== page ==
Member states of the European Union may not imprison undocumented immigrants who violate deportation orders, according to a judgment issued by the Luxembourg-based European Court of Justice at the end of last month. (photo credit)
The case, Hassen El Dridi alias Soufi Karim, was prompted by an Italian law authorizing up to four-year prison sentences for immigrants who failed to leave the country after receiving a deportation order. The European Court of Justice held that this violated the immigration law of the 27-member European Union (in green on globe below right). It further held that the rights of the immigrants, who faced charges under the Italian law, were threatened. (map credit)
The criminalization of immigration violations has been a hotly debated topic in both the EU and United States. (IntLawGrrls' prior immigration posts available here.) The tension between national laws and EU law is not unlike the growing tension between U.S. states and the federal government in the immigration arena. In both instances, these tensions are driven by growing hostility towards undocumented immigrants and a parallel frustration with the overarching legal scheme. More and more people in Europe and the United States support the idea of treating undocumented immigrants as criminals, and they are calling on lawmakers on all levels to do so.
U.S. law currently criminalizes unlawful entry into the country, though the primary enforcement mechanism is removal, also known as deportation, an administrative rather than a criminal proceeding. U.S. law also includes various crimes: immigration fraud, harboring aliens, and employment-related violations.
Federal prosecutions of immigration crimes have increased substantially during the Obama administration, with unlawful reentry topping the list of convictions. At the same time, prosecutions of non-immigration crimes have fallen under the current administration.
These two trends raise numerous questions:
► For instance, who’s keeping us safe from all the non-immigration criminals out there?
► Also, why exactly is the United States (like many countries in the EU) so obsessed with “getting” immigration violators, and increasingly, with putting them in jail rather than immediately removing them?
► And what is that obsession leading us to do?
Many in the United States would likely say that the trend toward increased prosecutions of immigration crimes is not only not troubling, it is not enough; some state legislatures thus are demanding broader criminalization of immigration law violations. While the federal government has not made it a crime to live in the United States unlawfully -- as opposed to entering unlawfully -- the new immigration law in Arizona (in red at left) effectively does just that, as will numerous copycat laws popping up around the country. (map credit) This is part of the reason the U.S. Department of Justice has challenged the Arizona law.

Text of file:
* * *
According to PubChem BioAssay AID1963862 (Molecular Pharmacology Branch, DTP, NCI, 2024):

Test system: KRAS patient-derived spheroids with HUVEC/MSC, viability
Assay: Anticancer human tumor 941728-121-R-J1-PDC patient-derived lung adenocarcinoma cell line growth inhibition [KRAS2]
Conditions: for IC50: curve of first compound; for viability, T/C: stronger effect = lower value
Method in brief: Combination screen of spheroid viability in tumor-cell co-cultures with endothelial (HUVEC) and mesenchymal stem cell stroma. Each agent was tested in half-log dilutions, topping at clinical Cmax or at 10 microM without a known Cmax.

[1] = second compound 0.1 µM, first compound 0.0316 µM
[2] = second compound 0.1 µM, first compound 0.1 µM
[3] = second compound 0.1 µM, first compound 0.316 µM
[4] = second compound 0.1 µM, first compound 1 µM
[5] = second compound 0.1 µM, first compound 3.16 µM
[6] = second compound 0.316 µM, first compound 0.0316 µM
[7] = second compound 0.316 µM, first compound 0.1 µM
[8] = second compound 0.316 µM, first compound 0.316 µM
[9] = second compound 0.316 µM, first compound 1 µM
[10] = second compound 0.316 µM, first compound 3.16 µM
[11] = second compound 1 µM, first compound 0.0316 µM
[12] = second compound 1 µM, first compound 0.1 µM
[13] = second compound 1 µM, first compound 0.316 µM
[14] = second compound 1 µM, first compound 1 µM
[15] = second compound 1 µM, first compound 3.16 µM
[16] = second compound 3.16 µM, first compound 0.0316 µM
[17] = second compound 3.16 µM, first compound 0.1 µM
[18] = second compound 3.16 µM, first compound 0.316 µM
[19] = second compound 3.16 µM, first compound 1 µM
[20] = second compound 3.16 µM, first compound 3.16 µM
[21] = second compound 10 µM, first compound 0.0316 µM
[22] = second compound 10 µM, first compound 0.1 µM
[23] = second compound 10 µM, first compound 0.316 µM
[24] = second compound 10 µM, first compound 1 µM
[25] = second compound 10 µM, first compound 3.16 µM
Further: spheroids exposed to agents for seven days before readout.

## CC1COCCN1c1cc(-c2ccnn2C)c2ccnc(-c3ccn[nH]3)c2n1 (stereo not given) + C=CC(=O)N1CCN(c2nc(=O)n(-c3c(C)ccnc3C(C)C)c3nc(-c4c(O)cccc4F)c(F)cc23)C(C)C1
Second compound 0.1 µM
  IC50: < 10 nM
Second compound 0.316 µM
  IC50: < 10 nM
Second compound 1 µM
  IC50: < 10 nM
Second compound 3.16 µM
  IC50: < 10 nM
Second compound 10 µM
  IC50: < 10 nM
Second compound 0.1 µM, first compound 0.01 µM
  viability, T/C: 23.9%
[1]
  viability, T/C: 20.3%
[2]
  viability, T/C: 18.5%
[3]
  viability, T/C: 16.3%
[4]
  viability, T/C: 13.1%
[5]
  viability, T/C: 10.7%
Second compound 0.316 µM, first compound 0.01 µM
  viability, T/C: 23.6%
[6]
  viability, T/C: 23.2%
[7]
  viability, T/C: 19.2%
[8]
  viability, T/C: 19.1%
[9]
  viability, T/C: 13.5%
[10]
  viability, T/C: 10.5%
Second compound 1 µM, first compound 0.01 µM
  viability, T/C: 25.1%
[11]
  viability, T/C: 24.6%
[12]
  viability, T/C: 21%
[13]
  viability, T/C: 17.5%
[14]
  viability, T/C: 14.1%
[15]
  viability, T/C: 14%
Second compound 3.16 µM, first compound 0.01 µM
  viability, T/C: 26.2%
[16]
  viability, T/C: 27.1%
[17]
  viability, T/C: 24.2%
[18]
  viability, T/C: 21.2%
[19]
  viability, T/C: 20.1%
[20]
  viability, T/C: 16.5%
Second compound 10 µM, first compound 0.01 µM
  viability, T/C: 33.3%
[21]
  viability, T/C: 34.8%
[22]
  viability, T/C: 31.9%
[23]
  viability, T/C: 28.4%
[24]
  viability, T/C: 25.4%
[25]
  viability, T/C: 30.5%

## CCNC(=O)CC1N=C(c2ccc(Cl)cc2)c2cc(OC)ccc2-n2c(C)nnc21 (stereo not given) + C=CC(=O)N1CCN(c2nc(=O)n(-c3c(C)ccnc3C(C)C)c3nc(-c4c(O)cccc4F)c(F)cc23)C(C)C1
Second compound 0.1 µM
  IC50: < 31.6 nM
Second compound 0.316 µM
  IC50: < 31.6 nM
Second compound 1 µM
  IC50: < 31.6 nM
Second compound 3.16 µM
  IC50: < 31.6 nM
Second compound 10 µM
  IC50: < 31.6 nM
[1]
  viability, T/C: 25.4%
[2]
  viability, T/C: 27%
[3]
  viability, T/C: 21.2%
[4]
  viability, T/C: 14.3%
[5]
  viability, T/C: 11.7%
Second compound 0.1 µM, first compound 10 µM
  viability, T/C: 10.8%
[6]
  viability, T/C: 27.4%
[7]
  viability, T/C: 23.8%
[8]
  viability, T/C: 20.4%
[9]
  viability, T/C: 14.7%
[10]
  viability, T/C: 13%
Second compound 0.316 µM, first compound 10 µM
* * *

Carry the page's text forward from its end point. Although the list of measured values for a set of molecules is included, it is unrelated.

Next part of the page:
DOJ's complaint asserted that this state law would “undermine the federal government’s careful balance of immigration enforcement priorities and objectives" by imposing "significant and counterproductive burdens on the federal agencies charged with enforcing" immigration laws, and by "diverting resources and attention from the dangerous aliens" designated as "top enforcement priority." This, the complaint continued, would cause "the detention and harassment of authorized visitors, immigrants, and citizens," would ignore "humanitarian concerns, such as the protections available under federal law for an alien who has a well-founded fear of persecution," and would interfere "with vital foreign policy and national security interests.”
All are valid concerns. But it seems like something is missing.
In El Dridi, the European Court of Justice, like the U.S. Department of Justice (seal below right) in its complaint, expressed concern that the local law at issue would frustrate the larger immigration scheme. (image credit) But the European decision also repeatedly stressed the importance of protecting the “fundamental rights and dignity” of the immigrants in question. The federal complaint did not.
Though DOJ raised concerns over the treatment of refugees under Arizona’s law, its complaint otherwise overlooked the rights of those immigrants whom the state law is meant to target.
DOJ’s concerns were, essentially, conflict with federal law, violations of the rights of lawfully present immigrants and citizens, and recognition that the way we treat foreign nationals can affect relations with foreign governments.
Yes, true, these deserve concern. But doesn’t the way we treat foreign nationals -- or anyone in the United States, in its territories, or in the custody of U.S. officials -- also say something about us as a nation, about the strength of U.S. commitments to human rights? Does an action only have the potential to be a due process or human rights violation if it angers foreign officials, or creates extra work for executive agencies, or implicates any of the DOJ’s stated concerns?
Human rights are universal: they apply regardless of where you were born, where you currently live, or exactly how you got from the first place to the second. Human rights apply to person charged with or convicted of crimes just as much as they apply to the victims of crimes. They apply even when the violations do not create diplomatic tension or subvert what the DOJ complaint, quoted above, calls "vital foreign policy."
DOJ was right to challenge the Arizona law, but let’s hope the court remembers to consider not just how the law effects the federal government, or how it might affect people who are mistakenly targeted by Arizona police. Those who violate the law – criminal, administrative, or otherwise – have rights too, and leaving their rights out of the equation severely biases the debate.